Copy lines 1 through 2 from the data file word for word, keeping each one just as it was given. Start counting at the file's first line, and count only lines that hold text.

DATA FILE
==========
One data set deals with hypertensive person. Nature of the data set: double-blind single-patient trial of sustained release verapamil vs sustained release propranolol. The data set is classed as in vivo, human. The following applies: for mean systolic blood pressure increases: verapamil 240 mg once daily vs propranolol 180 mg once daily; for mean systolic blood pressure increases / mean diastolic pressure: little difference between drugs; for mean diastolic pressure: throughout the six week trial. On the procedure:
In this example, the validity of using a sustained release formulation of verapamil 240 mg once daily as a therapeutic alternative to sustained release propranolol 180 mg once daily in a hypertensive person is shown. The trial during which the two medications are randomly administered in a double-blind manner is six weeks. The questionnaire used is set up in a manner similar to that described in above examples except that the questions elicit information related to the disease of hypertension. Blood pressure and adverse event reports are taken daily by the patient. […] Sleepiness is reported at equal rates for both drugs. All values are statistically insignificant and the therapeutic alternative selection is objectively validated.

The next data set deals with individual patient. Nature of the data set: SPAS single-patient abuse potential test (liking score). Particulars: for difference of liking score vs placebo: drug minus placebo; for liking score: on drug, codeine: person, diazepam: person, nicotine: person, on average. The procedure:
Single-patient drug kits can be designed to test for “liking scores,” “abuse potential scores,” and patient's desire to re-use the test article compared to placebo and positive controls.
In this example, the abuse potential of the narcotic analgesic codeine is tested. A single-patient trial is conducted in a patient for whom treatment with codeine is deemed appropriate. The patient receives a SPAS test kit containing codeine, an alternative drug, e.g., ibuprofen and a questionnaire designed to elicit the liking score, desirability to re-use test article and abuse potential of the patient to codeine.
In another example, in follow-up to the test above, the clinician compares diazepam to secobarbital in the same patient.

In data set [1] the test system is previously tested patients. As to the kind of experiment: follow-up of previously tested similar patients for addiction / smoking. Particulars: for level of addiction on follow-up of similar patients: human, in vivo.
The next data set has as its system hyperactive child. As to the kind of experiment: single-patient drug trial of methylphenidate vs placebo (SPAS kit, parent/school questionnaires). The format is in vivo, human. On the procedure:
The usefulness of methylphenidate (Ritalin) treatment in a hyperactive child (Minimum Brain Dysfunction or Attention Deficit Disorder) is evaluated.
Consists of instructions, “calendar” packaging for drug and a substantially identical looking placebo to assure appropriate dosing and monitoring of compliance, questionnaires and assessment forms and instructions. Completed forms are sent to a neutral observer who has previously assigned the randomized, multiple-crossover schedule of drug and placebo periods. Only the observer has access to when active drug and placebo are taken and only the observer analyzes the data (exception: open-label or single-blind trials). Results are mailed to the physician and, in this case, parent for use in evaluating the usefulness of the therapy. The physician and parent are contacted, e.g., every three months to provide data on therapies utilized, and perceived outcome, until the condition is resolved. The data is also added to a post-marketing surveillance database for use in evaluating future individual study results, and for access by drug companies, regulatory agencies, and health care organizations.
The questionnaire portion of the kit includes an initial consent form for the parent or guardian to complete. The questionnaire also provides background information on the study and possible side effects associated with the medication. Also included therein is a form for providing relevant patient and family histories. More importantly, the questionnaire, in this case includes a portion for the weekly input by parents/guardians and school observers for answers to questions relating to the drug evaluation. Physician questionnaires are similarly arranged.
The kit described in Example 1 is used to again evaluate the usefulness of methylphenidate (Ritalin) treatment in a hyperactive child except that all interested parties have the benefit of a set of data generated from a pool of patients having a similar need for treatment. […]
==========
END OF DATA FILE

One data set deals with hypertensive person. Nature of the data set: double-blind single-patient trial of sustained release verapamil vs sustained release propranolol. The data set is classed as in vivo, human. The following applies: for mean systolic blood pressure increases: verapamil 240 mg once daily vs propranolol 180 mg once daily; for mean systolic blood pressure increases / mean diastolic pressure: little difference between drugs; for mean diastolic pressure: throughout the six week trial. On the procedure:
In this example, the validity of using a sustained release formulation of verapamil 240 mg once daily as a therapeutic alternative to sustained release propranolol 180 mg once daily in a hypertensive person is shown. The trial during which the two medications are randomly administered in a double-blind manner is six weeks. The questionnaire used is set up in a manner similar to that described in above examples except that the questions elicit information related to the disease of hypertension. Blood pressure and adverse event reports are taken daily by the patient. […] Sleepiness is reported at equal rates for both drugs. All values are statistically insignificant and the therapeutic alternative selection is objectively validated.